The order also means that the dealership and the city of Arlington will have to do more work to show how development in the flood plain will affect flooding on nearby properties, including I-5.
At issue is whether Dwayne Lane's Arlington Chevrolet dealership can move to a parcel it owns in the Island Crossing neighborhood, a mostly rural 110-acre tract next to I-5 that has been rezoned for commercial development.
The Stillaguamish is a flood-prone river, and a flood in December 2010 deluged local businesses and led to a temporary closure of I-5.
A hearing examiner initially approved Lane's permit on condition that the 4.5-acre car lot not contribute to any net rise in water levels on neighboring properties during a major flood.
The examiner later loosened that restriction, however, to set a maximum water level rise of 2 inches during a 100-year flood.
The state Department of Transportation and Stillaguamish Flood Control District sued Lane Properties, the dealership's development arm, as well as the city of Arlington, which issued the development permits for the lot, seeking to set the flood maximum back to zero, if not toss out Lane's permit entirely.
Judge Anita Farris handed the state and the flood control district a temporary victory Friday when she ruled that the hearing examiner's decision contained two key errors.
First, she said, the examiner was wrong in finding that Lane and the city's compliance with one section of Arlington's municipal code that allows a maximum of one foot of water rise automatically granted compliance with another section of the code that restricts flooding impacts to public health or neighboring properties. The dealership must show it complies with both sections of the code, Farris said.
Second, Farris ruled, the examiner was wrong in considering the effects of Lane's development in isolation instead of as part of an overall assessment of the full 110-acre Island Crossing neighborhood, as if it were fully built out.
In remanding the case back to the hearing examiner, Farris did not rule on the initial flood-level limit set by the examiner's decision, the crux of the original lawsuit.
Instead, she ordered the hearing examiner to base a decision on whether a fully developed Island Crossing, including Lane's car lot, as well as any other future developments in the entire 110-acre tract, complies with the city's code.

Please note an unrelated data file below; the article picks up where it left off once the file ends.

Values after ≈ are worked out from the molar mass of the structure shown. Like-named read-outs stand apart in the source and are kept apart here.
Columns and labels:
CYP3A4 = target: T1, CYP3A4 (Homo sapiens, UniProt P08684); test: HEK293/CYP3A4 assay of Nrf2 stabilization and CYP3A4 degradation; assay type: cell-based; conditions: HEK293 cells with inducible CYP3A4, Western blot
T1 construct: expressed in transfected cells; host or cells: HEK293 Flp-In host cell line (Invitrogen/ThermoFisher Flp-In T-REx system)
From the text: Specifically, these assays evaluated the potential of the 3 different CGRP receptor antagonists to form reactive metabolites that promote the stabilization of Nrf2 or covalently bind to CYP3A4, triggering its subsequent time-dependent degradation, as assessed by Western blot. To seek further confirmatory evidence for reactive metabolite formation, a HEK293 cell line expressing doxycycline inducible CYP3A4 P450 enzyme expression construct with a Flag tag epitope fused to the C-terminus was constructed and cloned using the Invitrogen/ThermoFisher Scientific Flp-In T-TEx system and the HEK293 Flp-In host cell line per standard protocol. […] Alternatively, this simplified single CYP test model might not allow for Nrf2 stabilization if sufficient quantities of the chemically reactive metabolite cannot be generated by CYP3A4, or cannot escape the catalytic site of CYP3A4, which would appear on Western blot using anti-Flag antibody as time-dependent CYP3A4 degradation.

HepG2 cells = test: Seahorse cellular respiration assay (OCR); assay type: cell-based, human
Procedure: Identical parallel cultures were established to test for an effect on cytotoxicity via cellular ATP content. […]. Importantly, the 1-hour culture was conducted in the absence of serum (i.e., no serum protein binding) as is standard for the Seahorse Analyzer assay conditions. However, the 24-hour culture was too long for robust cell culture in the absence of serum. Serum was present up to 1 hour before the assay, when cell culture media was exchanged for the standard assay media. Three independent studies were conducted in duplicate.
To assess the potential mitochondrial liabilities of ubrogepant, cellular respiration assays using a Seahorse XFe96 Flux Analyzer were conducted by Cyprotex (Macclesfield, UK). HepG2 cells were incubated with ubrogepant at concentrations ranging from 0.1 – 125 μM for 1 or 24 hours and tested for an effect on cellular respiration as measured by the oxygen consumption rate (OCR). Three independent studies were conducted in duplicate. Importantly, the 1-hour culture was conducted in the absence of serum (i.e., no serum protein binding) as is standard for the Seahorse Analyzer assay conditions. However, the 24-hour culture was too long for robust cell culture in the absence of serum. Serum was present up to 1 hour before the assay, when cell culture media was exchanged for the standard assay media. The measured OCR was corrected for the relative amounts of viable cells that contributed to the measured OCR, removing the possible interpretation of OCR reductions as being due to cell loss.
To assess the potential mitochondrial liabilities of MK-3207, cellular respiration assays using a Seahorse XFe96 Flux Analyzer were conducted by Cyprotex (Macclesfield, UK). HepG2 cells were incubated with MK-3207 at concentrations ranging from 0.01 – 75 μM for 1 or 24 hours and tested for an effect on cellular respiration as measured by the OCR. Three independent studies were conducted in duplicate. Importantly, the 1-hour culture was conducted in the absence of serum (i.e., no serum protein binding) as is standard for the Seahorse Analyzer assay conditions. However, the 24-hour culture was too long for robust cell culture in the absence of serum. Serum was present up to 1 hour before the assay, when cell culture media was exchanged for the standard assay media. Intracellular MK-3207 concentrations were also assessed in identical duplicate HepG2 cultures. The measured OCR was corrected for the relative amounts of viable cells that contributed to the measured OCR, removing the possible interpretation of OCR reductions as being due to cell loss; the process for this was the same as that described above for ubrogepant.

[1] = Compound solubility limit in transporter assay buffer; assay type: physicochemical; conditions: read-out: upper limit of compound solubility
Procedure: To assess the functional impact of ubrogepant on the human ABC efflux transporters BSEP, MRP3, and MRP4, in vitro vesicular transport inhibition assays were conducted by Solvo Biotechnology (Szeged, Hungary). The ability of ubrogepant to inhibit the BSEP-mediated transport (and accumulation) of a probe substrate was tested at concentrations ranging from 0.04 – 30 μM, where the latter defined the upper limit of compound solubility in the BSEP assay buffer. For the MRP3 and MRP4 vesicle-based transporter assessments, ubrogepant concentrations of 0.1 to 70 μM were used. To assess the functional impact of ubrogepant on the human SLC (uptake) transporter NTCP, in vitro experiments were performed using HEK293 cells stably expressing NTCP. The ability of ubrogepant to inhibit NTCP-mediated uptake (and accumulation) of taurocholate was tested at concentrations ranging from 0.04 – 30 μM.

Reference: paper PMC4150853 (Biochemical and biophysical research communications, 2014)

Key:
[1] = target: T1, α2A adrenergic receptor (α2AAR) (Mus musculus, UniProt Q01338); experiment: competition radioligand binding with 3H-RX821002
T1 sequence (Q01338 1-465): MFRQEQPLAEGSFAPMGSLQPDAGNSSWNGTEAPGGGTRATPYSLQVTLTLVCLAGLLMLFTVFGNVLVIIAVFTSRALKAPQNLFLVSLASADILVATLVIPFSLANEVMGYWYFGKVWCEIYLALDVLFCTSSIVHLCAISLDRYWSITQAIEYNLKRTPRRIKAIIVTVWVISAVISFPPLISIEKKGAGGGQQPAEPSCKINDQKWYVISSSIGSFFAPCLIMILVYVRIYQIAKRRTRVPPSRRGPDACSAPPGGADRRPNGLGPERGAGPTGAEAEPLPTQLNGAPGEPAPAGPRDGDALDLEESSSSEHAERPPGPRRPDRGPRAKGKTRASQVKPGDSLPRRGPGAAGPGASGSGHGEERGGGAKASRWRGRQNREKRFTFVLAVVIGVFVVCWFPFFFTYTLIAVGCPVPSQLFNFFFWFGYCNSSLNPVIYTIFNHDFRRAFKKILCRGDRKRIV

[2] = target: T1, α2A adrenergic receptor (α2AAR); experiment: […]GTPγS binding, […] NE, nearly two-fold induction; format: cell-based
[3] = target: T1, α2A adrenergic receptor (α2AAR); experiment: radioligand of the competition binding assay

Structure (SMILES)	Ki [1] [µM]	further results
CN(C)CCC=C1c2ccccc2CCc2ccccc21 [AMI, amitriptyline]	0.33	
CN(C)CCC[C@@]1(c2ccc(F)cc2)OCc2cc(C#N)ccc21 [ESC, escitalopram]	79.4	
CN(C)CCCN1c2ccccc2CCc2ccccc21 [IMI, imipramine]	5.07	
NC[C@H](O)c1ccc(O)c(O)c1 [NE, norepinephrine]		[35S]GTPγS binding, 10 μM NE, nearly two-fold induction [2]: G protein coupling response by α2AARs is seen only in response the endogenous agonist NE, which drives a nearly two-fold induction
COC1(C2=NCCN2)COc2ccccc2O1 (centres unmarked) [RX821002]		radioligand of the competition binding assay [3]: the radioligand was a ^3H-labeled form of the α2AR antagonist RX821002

But Farris didn't invalidate Lane's development permit, either, instead saying the dealership and the city have not had an opportunity to present evidence to show if the car lot would be in compliance with the city code in the context of the full build-out of Island Crossing.
Lastly, Farris ruled against the flood district's attempt to present the Oso mudslide, which occurred after the suit was filed, as new evidence, saying it was irrelevant to the facts presented so far in the case, and the hearing examiner would have to consider whether it should be included.
Tom Lane, president of Lane Properties, said that while he didn't get the result he wanted, Farris' ruling does shift the debate.
“The discussion now is a technical argument, an engineering argument,” Lane said. “I think now the discussion has moved to the ‘how,' rather than the ‘if.'”
Arlington city attorney Steven Peiffle said that Farris identified a gap in the available knowledge of the effect Lane's development would have, and it's now up to Lane and the city planning staff to fill in that gap.
“Producing that kind of data over a wide area presents some logistical challenges, but presumably it can be done,” Peiffle said.
The Stillaguamish Flood Control District will now be able to introduce the Oso mudslide as evidence before the hearing examiner, attorney Henry Lippek said.
The upshot is that the river's flooding models, which guided the hearing examiner's decision, will now need to account for the mudslide, the effects of which are only starting to be understood.
“And that's going to take some time,” Lippek said.
Chris Winters: 425-374-4165 or firstname.lastname@example.org.
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